Last edited by Perkolady : 01-24-2008 at 12:33 PM.
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Old 01-30-2008, 04:15 PM
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Paul Paul is offline
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Location: Beaverton, OR
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I use the Coleman (might be Century) brand solar shower. It works really well. I leave mine on a rock int eh open sun for several hours, and can easilty get hot water. One time this past September on a Jeep trip on the Rubicon trail (great granite slabs BTW), I put it on the hood of the Jeep for half of the day. It got too hot to shower with, and had to let it cool down for an hour in the shade.

The plastic nozzle can easily pop open, and have had it leak while laying out once in a while.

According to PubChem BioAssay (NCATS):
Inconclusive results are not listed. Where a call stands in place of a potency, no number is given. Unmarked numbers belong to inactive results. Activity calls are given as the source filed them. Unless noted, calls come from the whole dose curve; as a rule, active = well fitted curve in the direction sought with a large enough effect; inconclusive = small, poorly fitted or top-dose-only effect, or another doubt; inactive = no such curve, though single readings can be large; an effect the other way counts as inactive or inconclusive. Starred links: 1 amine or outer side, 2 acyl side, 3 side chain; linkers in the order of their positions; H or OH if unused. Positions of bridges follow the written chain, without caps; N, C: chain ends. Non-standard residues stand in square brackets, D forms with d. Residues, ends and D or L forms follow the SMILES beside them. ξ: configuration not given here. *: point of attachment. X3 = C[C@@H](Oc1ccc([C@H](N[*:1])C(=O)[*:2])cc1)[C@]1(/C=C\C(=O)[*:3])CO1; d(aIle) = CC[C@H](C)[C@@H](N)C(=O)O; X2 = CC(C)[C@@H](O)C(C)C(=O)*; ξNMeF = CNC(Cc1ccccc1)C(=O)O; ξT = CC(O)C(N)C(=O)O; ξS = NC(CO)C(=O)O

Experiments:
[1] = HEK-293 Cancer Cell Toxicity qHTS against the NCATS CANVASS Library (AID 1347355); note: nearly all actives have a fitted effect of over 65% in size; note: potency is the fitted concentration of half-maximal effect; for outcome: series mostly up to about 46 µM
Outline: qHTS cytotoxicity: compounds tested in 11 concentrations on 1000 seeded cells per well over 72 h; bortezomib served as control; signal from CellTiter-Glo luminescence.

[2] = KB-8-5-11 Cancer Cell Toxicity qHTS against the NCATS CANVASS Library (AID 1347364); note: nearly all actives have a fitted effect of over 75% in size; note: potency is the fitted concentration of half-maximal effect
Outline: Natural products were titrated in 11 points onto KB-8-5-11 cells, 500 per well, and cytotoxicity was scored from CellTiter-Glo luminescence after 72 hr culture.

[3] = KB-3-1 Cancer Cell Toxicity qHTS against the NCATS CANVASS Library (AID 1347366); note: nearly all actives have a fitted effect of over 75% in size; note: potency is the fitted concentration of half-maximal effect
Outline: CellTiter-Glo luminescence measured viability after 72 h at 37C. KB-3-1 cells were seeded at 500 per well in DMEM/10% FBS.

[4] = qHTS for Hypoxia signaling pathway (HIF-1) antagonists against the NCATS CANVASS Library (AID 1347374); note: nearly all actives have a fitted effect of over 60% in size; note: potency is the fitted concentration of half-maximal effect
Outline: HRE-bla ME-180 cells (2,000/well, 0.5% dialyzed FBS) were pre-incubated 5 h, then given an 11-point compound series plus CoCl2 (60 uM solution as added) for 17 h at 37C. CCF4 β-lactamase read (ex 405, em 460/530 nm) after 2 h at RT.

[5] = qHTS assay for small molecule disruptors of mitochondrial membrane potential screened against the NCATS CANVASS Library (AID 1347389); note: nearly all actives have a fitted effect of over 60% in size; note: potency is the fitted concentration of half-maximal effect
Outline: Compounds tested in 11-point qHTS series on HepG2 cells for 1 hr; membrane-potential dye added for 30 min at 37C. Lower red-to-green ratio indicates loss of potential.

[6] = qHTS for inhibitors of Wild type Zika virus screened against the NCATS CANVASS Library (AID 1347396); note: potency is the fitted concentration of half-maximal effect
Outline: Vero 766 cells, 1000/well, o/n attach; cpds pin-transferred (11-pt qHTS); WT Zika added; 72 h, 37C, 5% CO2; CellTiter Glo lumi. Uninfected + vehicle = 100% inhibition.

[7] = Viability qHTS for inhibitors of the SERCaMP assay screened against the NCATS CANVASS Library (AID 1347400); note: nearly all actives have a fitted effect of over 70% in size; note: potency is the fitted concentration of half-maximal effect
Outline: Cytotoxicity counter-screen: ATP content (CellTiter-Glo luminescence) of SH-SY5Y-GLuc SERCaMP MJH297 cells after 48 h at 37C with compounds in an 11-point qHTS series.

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Old 01-30-2008, 07:09 PM
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big_load big_load is offline
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I used one years ago on a BWCA/Quetico paddling trip. The water got pretty warm after taking direct sunlight all day in the canoe.
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Old 03-28-2008, 09:49 PM
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Lv2fsh Lv2fsh is offline
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My wife swears by solar showers.If they don't get hot enough (say not enough sun) heat up some water on the stove or campfire and add it like outofmatches said. A few years ago we bought a shower tent from Cabelas and use that. It works great and when not using it for a shower we put a porta potty in it. Even the pickiest of our relatives enjoyed the trip, and they never liked camping.
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Old 04-07-2008, 07:35 AM
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Mataharihiker Mataharihiker is offline